It’s all about the bass… and the treble, too. Investing in a decent sound system is the key to a range of leisure activities. Whether it is hosting movie night and popping in the latest action blockbuster, or just putting on some smooth background classics while typing away at your desk, the quality of your speakers speak volumes (no pun intended).
Since musicians and Hollywood big-shots put months and multi-millions into creating their chart-topping work, we, of course, want to enjoy every beat as best as we can. But to get the best effect when it comes to sound (whether we’re listening to Tchaikovsky or Rammstein, or getting a kick out of the latest musical), there’s a range of factors to consider that involves a bit more than simply plugging that speaker into the correct outlet.
So, whether you’re looking for premium sound quality in your home office or your living room, take note of the following tips for your sound system’s speakers.
Sound travels, which is why you need a good amount of space. However, since we can’t renovate on a whim and change room sizes whenever we please, it comes down to clever thinking and placement.
Speakers should be laid out so that they play along the length of the room. If your room is shaped in a rectangle, the speakers should ideally face the longest part of the room – therefore, place your study desk (or TV set) at the shortest wall.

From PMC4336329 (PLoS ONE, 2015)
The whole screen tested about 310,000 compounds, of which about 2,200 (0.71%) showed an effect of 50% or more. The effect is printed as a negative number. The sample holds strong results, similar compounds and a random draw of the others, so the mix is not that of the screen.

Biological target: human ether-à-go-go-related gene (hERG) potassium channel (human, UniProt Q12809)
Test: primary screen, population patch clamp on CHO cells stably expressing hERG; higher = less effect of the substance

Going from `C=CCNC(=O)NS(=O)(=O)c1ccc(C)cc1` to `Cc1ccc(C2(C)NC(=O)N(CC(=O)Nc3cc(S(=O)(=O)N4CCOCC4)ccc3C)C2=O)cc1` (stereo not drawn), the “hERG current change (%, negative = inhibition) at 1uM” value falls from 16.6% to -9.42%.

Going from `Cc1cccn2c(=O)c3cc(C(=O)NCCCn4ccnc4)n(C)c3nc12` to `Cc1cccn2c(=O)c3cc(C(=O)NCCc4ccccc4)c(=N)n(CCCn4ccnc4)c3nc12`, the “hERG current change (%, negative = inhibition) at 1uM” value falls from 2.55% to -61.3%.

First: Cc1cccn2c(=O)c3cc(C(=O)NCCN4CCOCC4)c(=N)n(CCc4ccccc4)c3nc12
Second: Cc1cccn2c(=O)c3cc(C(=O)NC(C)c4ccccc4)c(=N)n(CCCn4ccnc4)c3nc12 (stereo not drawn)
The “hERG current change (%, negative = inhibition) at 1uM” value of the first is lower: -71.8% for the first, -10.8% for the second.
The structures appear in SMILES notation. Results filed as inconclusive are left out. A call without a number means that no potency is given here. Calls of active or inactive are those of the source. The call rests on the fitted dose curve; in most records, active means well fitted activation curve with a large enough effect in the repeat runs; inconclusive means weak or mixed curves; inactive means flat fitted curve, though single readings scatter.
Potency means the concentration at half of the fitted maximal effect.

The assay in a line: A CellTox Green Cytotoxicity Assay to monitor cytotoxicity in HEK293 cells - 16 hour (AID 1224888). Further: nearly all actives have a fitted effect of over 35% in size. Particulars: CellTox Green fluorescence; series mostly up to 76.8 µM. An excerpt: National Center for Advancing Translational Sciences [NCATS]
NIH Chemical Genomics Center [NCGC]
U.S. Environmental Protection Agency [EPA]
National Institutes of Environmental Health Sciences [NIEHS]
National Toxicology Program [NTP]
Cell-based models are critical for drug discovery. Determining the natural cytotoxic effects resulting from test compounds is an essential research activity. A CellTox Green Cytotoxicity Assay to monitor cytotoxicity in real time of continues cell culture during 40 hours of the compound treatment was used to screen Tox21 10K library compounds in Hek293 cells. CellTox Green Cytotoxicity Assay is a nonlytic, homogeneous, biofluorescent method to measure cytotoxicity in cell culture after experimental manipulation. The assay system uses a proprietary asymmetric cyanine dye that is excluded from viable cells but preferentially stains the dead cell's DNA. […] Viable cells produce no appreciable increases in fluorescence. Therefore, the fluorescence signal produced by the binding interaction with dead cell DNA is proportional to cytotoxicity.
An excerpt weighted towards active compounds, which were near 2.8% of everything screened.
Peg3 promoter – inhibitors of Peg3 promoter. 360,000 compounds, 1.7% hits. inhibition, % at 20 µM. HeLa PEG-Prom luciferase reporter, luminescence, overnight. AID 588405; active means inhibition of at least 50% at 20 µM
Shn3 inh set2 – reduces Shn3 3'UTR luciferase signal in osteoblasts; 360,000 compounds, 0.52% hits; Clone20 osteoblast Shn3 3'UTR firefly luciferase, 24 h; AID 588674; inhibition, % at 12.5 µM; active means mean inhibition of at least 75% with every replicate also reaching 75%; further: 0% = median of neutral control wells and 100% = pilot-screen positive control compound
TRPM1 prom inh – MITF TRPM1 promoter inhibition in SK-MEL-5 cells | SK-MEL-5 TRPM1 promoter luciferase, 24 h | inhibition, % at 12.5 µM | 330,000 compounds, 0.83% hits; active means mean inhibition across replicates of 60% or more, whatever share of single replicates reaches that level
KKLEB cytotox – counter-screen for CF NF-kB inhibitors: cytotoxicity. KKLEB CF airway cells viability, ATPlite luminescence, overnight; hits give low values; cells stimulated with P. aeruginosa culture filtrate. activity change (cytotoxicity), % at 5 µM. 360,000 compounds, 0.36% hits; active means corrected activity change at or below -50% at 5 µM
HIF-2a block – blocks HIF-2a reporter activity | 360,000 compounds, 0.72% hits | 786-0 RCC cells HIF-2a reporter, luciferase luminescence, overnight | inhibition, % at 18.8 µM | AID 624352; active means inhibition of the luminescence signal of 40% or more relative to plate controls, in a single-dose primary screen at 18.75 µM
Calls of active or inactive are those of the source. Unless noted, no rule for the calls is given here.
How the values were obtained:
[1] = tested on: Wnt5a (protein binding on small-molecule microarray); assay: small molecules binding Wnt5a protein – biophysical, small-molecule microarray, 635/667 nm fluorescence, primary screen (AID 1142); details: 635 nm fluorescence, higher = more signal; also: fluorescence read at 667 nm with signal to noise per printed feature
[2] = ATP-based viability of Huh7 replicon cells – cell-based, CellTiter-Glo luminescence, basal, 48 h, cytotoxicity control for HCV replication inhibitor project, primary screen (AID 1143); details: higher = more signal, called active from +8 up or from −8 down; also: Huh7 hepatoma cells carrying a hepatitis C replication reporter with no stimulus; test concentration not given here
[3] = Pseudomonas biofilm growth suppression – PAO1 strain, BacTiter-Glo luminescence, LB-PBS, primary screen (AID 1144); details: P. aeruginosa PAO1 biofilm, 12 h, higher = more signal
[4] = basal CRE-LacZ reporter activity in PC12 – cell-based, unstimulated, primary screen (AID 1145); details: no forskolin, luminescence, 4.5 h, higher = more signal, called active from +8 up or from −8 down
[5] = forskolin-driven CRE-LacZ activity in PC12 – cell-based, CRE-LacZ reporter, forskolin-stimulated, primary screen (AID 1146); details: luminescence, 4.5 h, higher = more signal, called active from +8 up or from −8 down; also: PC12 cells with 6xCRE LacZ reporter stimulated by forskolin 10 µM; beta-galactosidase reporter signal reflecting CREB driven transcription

If you have a surround-sound system for your TV in mind, your chair or sofa should ideally be placed nearer to the middle of the room, and not too close to the back wall.
The “Rule of Thirds” involves you imagining dividing your room’s length by three – you can physically measure the floor space, or just guess the length and then mentally divide it into three equal parts.
Your speakers need to be placed in the first third of your room – careful not to move them farther from the wall that will result in them entering the second “third” zone. Placing your speakers one-third of the way into your room as measured from a wall, enhances the sound quality.
homify hint: A human’s threshold for audible pain is 140 dB (Decibels) which is why, a lot of the time, music at a rock concert can hurt a little (even if you’re not close to the speakers). In fact, constant exposure to speakers at 90 dB or more has proven to cause progressive hearing loss. To compare, conversations typically measure 70 dB, a chainsaw 110 dB, and a rocket engine 180 dB.
The placement and positioning of your speakers plays a large role in your system's overall sound and performance. Speaker placement can be especially critical in dedicated music systems, because it greatly affects tonal accuracy, staging, and imaging, as well as realistic sound reproduction.
Whether it’s the latest punk rock piece or children’s sing-along, music is generally released in stereo. That means the sound is spread between the left- and right speakers. Positioning your speakers at a 60° angle provides you with the best ‘stereo image’ of these sounds.